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CNN: Trump administration readies major arms sale to Taiwan (Second-Largest Taiwan Arms Sale Valued at $7 Billion)

Feb 22, 2017
United States
United States
The deal is the second-largest weapons sale by the US to Taiwan and comes on top of some $15 billion in weapons already sold to Taiwan in the last four years.


Washington (CNN)The Trump administration is expected to soon approve another major weapons sale including drones to Taiwan, according to congressional and administration sources. The move comes as the US and Taiwan are strengthening ties and amid mounting tensions between Washington and Beijing.

The US is preparing to sell seven packages of weapons systems to Taiwan, a congressional aide told CNN, saying it was unclear when the Congress would be formally notified about the sales, as is required by law.

A US official said that the administration will soon formally approve a large sale of MQ-9B Reaper drones. The value of the drones and associated equipment and program support is estimated to be about $600 million.

Two sources told CNN that the sale includes anti-ship missiles.
"As a matter of policy we do not comment on or confirm proposed defense sales or transfers until they have been formally notified to Congress," a State Department spokesperson said.

The Pentagon declined to comment on the proposed sale.

Washington has long provided arms to the island under the terms of the 40-year-old Taiwan Relations Act.

Beijing has frequently chafed at those sales, calling them a violation of China's sovereignty. The country's Communist government views Taiwan as part of its territory, though the two have been governed separately since the end of a bloody civil war in 1949.

But there has been an increase in arms sales to Taiwan during the Trump administration as the US has grown closer to the country.

The Trump administration has previously approved several major arms sales to Taiwan valued at more than $13 billion in total, including dozens of F-16 fighter jets, M1A2T Abrams tanks, portable Stinger anti-aircraft missiles and MK-48 Mod6 torpedoes.

"I would like to thank the US government for supporting the enhancement of Taiwan's self defense capabilities. in the past four years the Trump administration has approved seven arms sales package to Taiwan totaling $13.2 billion, looking ahead we will further develop and bolster indigenous defense and asymmetrical warfare capabilities," Taiwan's Foreign Minister Foreign Minister Joseph Wu said Tuesday during a virtual address to the Global Taiwan Institute Annual Symposium in Washington.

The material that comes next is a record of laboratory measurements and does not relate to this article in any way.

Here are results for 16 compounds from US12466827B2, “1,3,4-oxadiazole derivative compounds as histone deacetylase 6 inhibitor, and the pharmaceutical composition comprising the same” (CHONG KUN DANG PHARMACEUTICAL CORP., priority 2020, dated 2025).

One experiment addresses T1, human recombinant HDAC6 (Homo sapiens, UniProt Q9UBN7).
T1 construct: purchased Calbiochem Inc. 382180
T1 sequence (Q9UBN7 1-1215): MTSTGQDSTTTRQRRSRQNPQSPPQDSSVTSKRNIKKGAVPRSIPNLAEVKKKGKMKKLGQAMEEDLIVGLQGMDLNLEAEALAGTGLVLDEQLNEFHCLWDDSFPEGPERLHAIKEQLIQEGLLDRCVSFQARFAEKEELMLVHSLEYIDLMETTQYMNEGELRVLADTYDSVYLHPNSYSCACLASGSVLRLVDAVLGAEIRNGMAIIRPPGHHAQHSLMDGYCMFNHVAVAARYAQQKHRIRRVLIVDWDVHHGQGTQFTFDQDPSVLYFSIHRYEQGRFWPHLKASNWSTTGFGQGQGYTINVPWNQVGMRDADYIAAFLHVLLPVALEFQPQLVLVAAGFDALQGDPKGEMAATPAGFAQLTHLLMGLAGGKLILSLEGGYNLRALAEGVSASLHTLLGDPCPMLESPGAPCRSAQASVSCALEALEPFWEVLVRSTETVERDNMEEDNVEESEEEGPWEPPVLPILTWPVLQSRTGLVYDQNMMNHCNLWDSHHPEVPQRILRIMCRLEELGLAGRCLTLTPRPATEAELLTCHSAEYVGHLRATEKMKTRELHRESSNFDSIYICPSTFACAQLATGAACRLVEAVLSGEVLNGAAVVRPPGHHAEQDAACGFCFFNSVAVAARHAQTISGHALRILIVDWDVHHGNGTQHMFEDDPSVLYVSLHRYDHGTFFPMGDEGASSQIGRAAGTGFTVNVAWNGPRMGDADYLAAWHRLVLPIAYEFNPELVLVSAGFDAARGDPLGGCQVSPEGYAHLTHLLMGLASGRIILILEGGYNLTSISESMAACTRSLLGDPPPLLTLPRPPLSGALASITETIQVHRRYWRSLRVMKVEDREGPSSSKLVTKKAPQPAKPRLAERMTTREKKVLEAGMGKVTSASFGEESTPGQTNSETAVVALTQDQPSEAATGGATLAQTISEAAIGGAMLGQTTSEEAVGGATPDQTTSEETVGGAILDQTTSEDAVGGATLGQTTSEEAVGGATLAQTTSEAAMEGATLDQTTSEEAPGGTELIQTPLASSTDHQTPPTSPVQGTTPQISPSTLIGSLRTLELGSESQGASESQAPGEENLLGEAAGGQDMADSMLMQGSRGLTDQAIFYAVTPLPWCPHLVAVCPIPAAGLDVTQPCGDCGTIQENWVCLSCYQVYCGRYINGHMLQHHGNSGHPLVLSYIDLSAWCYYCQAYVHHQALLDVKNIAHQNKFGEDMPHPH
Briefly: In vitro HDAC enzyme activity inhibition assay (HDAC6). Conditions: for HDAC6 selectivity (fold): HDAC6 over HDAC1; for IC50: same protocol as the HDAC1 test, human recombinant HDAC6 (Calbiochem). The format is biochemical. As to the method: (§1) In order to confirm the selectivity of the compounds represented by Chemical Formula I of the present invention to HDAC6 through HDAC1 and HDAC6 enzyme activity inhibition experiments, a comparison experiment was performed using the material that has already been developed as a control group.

"Confronted with the Chinese communist regime, Taiwan is on the frontlines defending democracies," Wu added.
One congressional aide said said that "arms sales to Taiwan are not provocations, but a response to the (Chinese Communist Party's) growing belligerence."

Another high profile US visit

There have also been several high profile diplomatic visits by members of the Trump administration to Taipei, including by the Secretary of Health and Human Services Alex Azar, the highest ranking cabinet official to visit the island in decades.

On Wednesday the State Department announced that the Under Secretary of State for Economic Growth, Energy, and the Environment Keith Krach will travel to Taiwan to attend the memorial service for former President Lee Teng-hui on Saturday.

Krach will be the highest ranking State Department official to visit Taiwan in years.

China's leader, President Xi Jinping, has been said he aims to "reunify" the island with the mainland, and has refused to rule out the use of force, even though the ruling Chinese Communist Party has never actually controlled Taiwan.

Taiwanese officials have accused China of ramping up military activity near Taiwan in an effort to put pressure on Taipei, including flying Chinese fighter jets across the unofficial boundary dividing the Taiwan strait during Azar's visit to Taipei.

Taiwan is ramping up its defense spending as part of an effort to counter the threat from Beijing.

In 2019 Taiwan's defense budget was $10.9 billion compared to an official Chinese defense budget of $174 billion.

A recent Defense Department report on China's military said that China's military modernization efforts has helped it make strides in overcoming the challenges of mounting an invasion of Taiwan while noting that Taipei is also seeking to improve its military posture to enable it to ward off any attack.